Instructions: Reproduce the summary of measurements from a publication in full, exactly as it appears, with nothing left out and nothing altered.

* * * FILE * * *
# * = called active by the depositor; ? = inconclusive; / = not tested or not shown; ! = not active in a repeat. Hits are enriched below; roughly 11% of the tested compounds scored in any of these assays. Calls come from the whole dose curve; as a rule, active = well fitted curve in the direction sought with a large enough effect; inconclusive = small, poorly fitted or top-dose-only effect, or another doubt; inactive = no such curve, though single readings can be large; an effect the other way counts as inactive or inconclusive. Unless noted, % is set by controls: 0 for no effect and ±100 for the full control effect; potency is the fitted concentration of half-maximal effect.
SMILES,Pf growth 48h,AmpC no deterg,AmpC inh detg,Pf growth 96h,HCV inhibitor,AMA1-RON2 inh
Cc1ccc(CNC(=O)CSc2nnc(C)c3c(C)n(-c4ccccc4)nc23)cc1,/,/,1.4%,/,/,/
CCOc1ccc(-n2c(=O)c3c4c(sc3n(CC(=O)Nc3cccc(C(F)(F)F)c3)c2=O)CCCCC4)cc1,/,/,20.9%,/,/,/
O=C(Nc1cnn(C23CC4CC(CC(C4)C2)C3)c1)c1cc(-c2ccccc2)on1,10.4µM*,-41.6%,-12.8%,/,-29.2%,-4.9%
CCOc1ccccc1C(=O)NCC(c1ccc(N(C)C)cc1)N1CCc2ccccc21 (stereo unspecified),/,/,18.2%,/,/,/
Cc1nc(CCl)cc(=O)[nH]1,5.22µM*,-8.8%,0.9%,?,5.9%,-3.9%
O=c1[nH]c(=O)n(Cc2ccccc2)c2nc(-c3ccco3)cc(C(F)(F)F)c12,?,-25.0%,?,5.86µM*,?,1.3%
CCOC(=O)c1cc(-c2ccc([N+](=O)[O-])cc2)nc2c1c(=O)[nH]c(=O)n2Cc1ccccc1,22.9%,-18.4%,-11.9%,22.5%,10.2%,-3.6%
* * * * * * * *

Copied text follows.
# * = called active by the depositor; ? = inconclusive; / = not tested or not shown; ! = not active in a repeat. Hits are enriched below; roughly 11% of the tested compounds scored in any of these assays. Calls come from the whole dose curve; as a rule, active = well fitted curve in the direction sought with a large enough effect; inconclusive = small, poorly fitted or top-dose-only effect, or another doubt; inactive = no such curve, though single readings can be large; an effect the other way counts as inactive or inconclusive. Unless noted, % is set by controls: 0 for no effect and ±100 for the full control effect; potency is the fitted concentration of half-maximal effect.
SMILES,Pf growth 48h,AmpC no deterg,AmpC inh detg,Pf growth 96h,HCV inhibitor,AMA1-RON2 inh
Cc1ccc(CNC(=O)CSc2nnc(C)c3c(C)n(-c4ccccc4)nc23)cc1,/,/,1.4%,/,/,/
CCOc1ccc(-n2c(=O)c3c4c(sc3n(CC(=O)Nc3cccc(C(F)(F)F)c3)c2=O)CCCCC4)cc1,/,/,20.9%,/,/,/
O=C(Nc1cnn(C23CC4CC(CC(C4)C2)C3)c1)c1cc(-c2ccccc2)on1,10.4µM*,-41.6%,-12.8%,/,-29.2%,-4.9%
CCOc1ccccc1C(=O)NCC(c1ccc(N(C)C)cc1)N1CCc2ccccc21 (stereo unspecified),/,/,18.2%,/,/,/
Cc1nc(CCl)cc(=O)[nH]1,5.22µM*,-8.8%,0.9%,?,5.9%,-3.9%
O=c1[nH]c(=O)n(Cc2ccccc2)c2nc(-c3ccco3)cc(C(F)(F)F)c12,?,-25.0%,?,5.86µM*,?,1.3%
CCOC(=O)c1cc(-c2ccc([N+](=O)[O-])cc2)nc2c1c(=O)[nH]c(=O)n2Cc1ccccc1,22.9%,-18.4%,-11.9%,22.5%,10.2%,-3.6%